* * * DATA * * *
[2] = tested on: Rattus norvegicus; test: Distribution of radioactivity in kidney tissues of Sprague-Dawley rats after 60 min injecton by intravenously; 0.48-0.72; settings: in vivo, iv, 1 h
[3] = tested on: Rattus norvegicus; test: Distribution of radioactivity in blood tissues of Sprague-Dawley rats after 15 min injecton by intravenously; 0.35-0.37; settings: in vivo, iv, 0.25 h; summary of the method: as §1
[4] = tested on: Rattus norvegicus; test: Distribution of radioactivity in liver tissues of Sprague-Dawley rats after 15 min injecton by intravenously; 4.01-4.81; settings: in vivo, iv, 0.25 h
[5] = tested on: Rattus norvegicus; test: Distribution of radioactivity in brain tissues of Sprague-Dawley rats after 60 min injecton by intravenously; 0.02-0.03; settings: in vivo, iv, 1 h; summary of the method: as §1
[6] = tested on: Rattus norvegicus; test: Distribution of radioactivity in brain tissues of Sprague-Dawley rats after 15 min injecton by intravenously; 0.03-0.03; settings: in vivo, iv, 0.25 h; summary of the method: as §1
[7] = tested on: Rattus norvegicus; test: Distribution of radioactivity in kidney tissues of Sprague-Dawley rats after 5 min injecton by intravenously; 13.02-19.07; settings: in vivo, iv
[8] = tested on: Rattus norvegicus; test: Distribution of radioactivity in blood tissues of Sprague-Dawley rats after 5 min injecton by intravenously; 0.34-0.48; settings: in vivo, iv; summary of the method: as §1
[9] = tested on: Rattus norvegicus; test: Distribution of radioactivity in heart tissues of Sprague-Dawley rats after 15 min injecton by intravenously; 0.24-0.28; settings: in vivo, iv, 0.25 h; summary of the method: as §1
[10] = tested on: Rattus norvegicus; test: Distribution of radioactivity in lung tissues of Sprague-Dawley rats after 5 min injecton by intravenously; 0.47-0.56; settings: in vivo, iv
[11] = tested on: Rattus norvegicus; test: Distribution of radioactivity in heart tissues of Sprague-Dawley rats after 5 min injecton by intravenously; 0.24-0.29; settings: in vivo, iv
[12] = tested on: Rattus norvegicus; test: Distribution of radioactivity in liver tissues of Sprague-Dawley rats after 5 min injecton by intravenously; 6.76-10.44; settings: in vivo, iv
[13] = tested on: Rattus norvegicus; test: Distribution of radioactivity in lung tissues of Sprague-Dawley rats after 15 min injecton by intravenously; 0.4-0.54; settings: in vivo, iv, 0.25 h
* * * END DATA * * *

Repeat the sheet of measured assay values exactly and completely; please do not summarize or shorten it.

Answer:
[2] = tested on: Rattus norvegicus; test: Distribution of radioactivity in kidney tissues of Sprague-Dawley rats after 60 min injecton by intravenously; 0.48-0.72; settings: in vivo, iv, 1 h
[3] = tested on: Rattus norvegicus; test: Distribution of radioactivity in blood tissues of Sprague-Dawley rats after 15 min injecton by intravenously; 0.35-0.37; settings: in vivo, iv, 0.25 h; summary of the method: as §1
[4] = tested on: Rattus norvegicus; test: Distribution of radioactivity in liver tissues of Sprague-Dawley rats after 15 min injecton by intravenously; 4.01-4.81; settings: in vivo, iv, 0.25 h
[5] = tested on: Rattus norvegicus; test: Distribution of radioactivity in brain tissues of Sprague-Dawley rats after 60 min injecton by intravenously; 0.02-0.03; settings: in vivo, iv, 1 h; summary of the method: as §1
[6] = tested on: Rattus norvegicus; test: Distribution of radioactivity in brain tissues of Sprague-Dawley rats after 15 min injecton by intravenously; 0.03-0.03; settings: in vivo, iv, 0.25 h; summary of the method: as §1
[7] = tested on: Rattus norvegicus; test: Distribution of radioactivity in kidney tissues of Sprague-Dawley rats after 5 min injecton by intravenously; 13.02-19.07; settings: in vivo, iv
[8] = tested on: Rattus norvegicus; test: Distribution of radioactivity in blood tissues of Sprague-Dawley rats after 5 min injecton by intravenously; 0.34-0.48; settings: in vivo, iv; summary of the method: as §1
[9] = tested on: Rattus norvegicus; test: Distribution of radioactivity in heart tissues of Sprague-Dawley rats after 15 min injecton by intravenously; 0.24-0.28; settings: in vivo, iv, 0.25 h; summary of the method: as §1
[10] = tested on: Rattus norvegicus; test: Distribution of radioactivity in lung tissues of Sprague-Dawley rats after 5 min injecton by intravenously; 0.47-0.56; settings: in vivo, iv
[11] = tested on: Rattus norvegicus; test: Distribution of radioactivity in heart tissues of Sprague-Dawley rats after 5 min injecton by intravenously; 0.24-0.29; settings: in vivo, iv
[12] = tested on: Rattus norvegicus; test: Distribution of radioactivity in liver tissues of Sprague-Dawley rats after 5 min injecton by intravenously; 6.76-10.44; settings: in vivo, iv
[13] = tested on: Rattus norvegicus; test: Distribution of radioactivity in lung tissues of Sprague-Dawley rats after 15 min injecton by intravenously; 0.4-0.54; settings: in vivo, iv, 0.25 h